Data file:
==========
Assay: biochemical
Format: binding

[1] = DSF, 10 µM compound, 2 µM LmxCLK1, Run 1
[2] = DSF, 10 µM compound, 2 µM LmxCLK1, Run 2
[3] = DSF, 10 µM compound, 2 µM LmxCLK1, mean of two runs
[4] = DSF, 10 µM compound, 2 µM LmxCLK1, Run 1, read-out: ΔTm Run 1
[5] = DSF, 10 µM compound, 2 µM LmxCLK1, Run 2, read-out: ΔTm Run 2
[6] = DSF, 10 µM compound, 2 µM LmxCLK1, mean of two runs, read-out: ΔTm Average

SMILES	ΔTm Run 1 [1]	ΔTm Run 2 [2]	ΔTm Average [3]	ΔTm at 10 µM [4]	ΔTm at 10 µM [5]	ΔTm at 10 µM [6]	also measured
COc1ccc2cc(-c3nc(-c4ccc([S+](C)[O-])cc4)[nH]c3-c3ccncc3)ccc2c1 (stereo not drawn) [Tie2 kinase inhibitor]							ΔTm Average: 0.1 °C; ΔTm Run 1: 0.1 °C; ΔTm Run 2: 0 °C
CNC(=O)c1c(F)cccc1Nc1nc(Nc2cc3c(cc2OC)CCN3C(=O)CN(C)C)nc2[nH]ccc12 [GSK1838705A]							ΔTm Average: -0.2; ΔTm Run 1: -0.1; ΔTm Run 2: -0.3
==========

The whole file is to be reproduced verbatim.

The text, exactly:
Assay: biochemical
Format: binding

[1] = DSF, 10 µM compound, 2 µM LmxCLK1, Run 1
[2] = DSF, 10 µM compound, 2 µM LmxCLK1, Run 2
[3] = DSF, 10 µM compound, 2 µM LmxCLK1, mean of two runs
[4] = DSF, 10 µM compound, 2 µM LmxCLK1, Run 1, read-out: ΔTm Run 1
[5] = DSF, 10 µM compound, 2 µM LmxCLK1, Run 2, read-out: ΔTm Run 2
[6] = DSF, 10 µM compound, 2 µM LmxCLK1, mean of two runs, read-out: ΔTm Average

SMILES	ΔTm Run 1 [1]	ΔTm Run 2 [2]	ΔTm Average [3]	ΔTm at 10 µM [4]	ΔTm at 10 µM [5]	ΔTm at 10 µM [6]	also measured
COc1ccc2cc(-c3nc(-c4ccc([S+](C)[O-])cc4)[nH]c3-c3ccncc3)ccc2c1 (stereo not drawn) [Tie2 kinase inhibitor]							ΔTm Average: 0.1 °C; ΔTm Run 1: 0.1 °C; ΔTm Run 2: 0 °C
CNC(=O)c1c(F)cccc1Nc1nc(Nc2cc3c(cc2OC)CCN3C(=O)CN(C)C)nc2[nH]ccc12 [GSK1838705A]							ΔTm Average: -0.2; ΔTm Run 1: -0.1; ΔTm Run 2: -0.3